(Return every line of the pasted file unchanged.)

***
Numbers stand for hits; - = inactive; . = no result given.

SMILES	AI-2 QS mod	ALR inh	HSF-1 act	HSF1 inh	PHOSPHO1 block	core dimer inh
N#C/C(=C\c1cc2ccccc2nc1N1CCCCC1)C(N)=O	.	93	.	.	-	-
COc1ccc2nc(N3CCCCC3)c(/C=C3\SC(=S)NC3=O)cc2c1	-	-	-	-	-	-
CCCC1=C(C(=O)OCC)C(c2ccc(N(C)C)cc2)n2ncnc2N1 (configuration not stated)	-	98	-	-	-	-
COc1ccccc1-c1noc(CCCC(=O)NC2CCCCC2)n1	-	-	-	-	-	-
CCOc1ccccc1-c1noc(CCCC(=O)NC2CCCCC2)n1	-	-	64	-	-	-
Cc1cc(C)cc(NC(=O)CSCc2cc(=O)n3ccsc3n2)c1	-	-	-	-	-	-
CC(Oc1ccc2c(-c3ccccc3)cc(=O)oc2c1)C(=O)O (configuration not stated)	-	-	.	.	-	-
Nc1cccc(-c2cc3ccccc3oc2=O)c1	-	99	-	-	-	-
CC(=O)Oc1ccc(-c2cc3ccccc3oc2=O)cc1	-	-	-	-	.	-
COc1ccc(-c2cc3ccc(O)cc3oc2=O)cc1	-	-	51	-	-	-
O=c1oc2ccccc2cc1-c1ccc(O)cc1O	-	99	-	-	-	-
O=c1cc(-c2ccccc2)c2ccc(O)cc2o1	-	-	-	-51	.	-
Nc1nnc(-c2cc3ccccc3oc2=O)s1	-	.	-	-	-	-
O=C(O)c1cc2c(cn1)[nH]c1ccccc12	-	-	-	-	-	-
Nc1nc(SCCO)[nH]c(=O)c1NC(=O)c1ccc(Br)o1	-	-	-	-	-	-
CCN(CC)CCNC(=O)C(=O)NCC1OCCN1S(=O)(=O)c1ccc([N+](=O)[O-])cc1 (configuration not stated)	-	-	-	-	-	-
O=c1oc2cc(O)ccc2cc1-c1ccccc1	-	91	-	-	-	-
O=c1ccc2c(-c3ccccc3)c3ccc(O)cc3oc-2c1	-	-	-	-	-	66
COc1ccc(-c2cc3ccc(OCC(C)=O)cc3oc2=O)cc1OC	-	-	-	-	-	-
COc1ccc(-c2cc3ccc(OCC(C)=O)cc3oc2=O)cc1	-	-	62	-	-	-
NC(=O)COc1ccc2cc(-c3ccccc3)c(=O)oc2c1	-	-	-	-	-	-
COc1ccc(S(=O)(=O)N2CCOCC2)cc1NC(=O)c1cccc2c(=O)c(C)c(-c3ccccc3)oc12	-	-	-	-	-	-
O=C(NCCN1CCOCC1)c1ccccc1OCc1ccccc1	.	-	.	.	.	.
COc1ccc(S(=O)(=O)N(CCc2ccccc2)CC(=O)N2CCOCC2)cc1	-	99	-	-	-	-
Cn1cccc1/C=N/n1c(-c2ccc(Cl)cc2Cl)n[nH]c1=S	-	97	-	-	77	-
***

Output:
Numbers stand for hits; - = inactive; . = no result given.

SMILES	AI-2 QS mod	ALR inh	HSF-1 act	HSF1 inh	PHOSPHO1 block	core dimer inh
N#C/C(=C\c1cc2ccccc2nc1N1CCCCC1)C(N)=O	.	93	.	.	-	-
COc1ccc2nc(N3CCCCC3)c(/C=C3\SC(=S)NC3=O)cc2c1	-	-	-	-	-	-
CCCC1=C(C(=O)OCC)C(c2ccc(N(C)C)cc2)n2ncnc2N1 (configuration not stated)	-	98	-	-	-	-
COc1ccccc1-c1noc(CCCC(=O)NC2CCCCC2)n1	-	-	-	-	-	-
CCOc1ccccc1-c1noc(CCCC(=O)NC2CCCCC2)n1	-	-	64	-	-	-
Cc1cc(C)cc(NC(=O)CSCc2cc(=O)n3ccsc3n2)c1	-	-	-	-	-	-
CC(Oc1ccc2c(-c3ccccc3)cc(=O)oc2c1)C(=O)O (configuration not stated)	-	-	.	.	-	-
Nc1cccc(-c2cc3ccccc3oc2=O)c1	-	99	-	-	-	-
CC(=O)Oc1ccc(-c2cc3ccccc3oc2=O)cc1	-	-	-	-	.	-
COc1ccc(-c2cc3ccc(O)cc3oc2=O)cc1	-	-	51	-	-	-
O=c1oc2ccccc2cc1-c1ccc(O)cc1O	-	99	-	-	-	-
O=c1cc(-c2ccccc2)c2ccc(O)cc2o1	-	-	-	-51	.	-
Nc1nnc(-c2cc3ccccc3oc2=O)s1	-	.	-	-	-	-
O=C(O)c1cc2c(cn1)[nH]c1ccccc12	-	-	-	-	-	-
Nc1nc(SCCO)[nH]c(=O)c1NC(=O)c1ccc(Br)o1	-	-	-	-	-	-
CCN(CC)CCNC(=O)C(=O)NCC1OCCN1S(=O)(=O)c1ccc([N+](=O)[O-])cc1 (configuration not stated)	-	-	-	-	-	-
O=c1oc2cc(O)ccc2cc1-c1ccccc1	-	91	-	-	-	-
O=c1ccc2c(-c3ccccc3)c3ccc(O)cc3oc-2c1	-	-	-	-	-	66
COc1ccc(-c2cc3ccc(OCC(C)=O)cc3oc2=O)cc1OC	-	-	-	-	-	-
COc1ccc(-c2cc3ccc(OCC(C)=O)cc3oc2=O)cc1	-	-	62	-	-	-
NC(=O)COc1ccc2cc(-c3ccccc3)c(=O)oc2c1	-	-	-	-	-	-
COc1ccc(S(=O)(=O)N2CCOCC2)cc1NC(=O)c1cccc2c(=O)c(C)c(-c3ccccc3)oc12	-	-	-	-	-	-
O=C(NCCN1CCOCC1)c1ccccc1OCc1ccccc1	.	-	.	.	.	.
COc1ccc(S(=O)(=O)N(CCc2ccccc2)CC(=O)N2CCOCC2)cc1	-	99	-	-	-	-
Cn1cccc1/C=N/n1c(-c2ccc(Cl)cc2Cl)n[nH]c1=S	-	97	-	-	77	-